It's said that only Nazgûl remember this Classical Black Speech:

but after the first overthrow of Sauron this language in its ancient form was forgotten by all but the Nazgûl
(LOTR III, Appendix F, Of other races)

“Parma Eldalamberon” 17 also has translation of word Nazgûl:

nazgûl, cf. nazg = ring, gûl (phantom, shadow of dark magic, necromancer), slave, servant? nazggûl.

It is notable that word “Nazgûl” is used both as singular and plural form, which lead to theory that nouns in Black Speech lack grammatical category of number. However Tolkien never commented this feature, so this is just a speculation.

Gûl in Black Speech for a “wraith” is probably derived from Sindarin. However sometimes it was stated that it was vice versa, derived from Black Speech into Sindarin.

It is said that word ghâsh (fire) was used both in Black Speech and various orkish dialects.

From the Black Speech, however, were derived many of the words that were in the Third Age wide-spread among the Orcs, such as ghâshfire
(LOTR III, Appendix F, Of other races)
ghâsh, asserted to be a word for “fire” in most Orkish dialects.
(“Parma Eldalamberon” 17)
ghâsh genuine Orkish = fire
(draft to same document cited in PE 17)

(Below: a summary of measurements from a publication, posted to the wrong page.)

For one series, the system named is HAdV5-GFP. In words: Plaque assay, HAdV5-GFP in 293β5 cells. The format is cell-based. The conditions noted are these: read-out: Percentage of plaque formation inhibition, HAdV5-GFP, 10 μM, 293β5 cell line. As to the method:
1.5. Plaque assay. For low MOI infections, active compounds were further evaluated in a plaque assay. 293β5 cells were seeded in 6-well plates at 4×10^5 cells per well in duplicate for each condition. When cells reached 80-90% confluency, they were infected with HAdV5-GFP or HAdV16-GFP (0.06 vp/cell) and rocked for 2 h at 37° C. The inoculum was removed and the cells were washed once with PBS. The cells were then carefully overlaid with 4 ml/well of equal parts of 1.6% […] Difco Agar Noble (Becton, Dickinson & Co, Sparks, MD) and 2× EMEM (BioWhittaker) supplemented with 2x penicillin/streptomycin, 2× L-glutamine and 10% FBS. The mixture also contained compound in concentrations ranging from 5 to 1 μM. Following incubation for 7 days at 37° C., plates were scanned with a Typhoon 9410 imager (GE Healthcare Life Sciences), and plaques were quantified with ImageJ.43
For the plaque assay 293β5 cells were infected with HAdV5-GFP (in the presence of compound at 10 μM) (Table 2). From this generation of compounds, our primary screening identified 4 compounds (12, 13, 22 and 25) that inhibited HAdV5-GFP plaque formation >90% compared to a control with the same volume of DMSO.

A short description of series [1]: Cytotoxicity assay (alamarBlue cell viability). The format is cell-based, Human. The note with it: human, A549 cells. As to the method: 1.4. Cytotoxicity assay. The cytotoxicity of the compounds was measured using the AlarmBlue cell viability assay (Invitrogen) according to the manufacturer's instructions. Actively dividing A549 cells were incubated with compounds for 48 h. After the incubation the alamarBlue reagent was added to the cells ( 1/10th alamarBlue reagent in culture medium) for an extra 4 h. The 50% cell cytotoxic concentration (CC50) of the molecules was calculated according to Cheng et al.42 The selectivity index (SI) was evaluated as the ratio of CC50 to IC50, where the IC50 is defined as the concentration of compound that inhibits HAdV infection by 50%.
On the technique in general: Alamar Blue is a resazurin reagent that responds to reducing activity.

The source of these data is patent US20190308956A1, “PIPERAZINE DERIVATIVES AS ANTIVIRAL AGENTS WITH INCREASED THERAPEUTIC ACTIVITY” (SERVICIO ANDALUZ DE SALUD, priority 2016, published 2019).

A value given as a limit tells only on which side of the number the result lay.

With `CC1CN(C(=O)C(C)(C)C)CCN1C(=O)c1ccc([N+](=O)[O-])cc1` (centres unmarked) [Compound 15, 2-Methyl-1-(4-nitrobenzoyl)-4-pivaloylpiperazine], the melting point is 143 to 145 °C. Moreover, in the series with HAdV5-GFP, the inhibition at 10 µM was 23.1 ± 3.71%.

It appears in various names of Orcs with some alterations: Ghash, Muzgash.

Debased Black Speech

There should be a distinction between Debased Black Speech – language of Mordor orcs and unspecified Orkish of other tribes. First one is still closely related to Sauron's Classical Black Speech, the second one may borrow from other languages.

The famous orc-curse “Uglúk u bagronk sha pushdug Saruman-glob búb-hosh skai” was shouted by orc of Mordor, while Uruk-hai of Isendgard probably spoke Common Speech. This sentence was not translated in “The Lord of the Rings” but there are at least 3 translations published:

  1. In 1992 “Vinyar Tengwar” journal (issue 26) published a draft to Appendix F with analysis by it's editor Carl F. Hostetter. The translation there was “Uglúk to the dung-pit with stinking Saruman-filth – pig-guts, gah!”
  2. 1996's Cristopher Tolkien's book “The Peoples of Middle-earth” (“The History Of Middle-Earth”, volume 12) contains older draft with a translation “Uglúk to the cesspool, sha! the dungfilth; the great Saruman-fool, skai!”; this translation has the least meaningful words but is remarkable with word order where modifiers are placed after noun (“búb-hosh” and “glob”).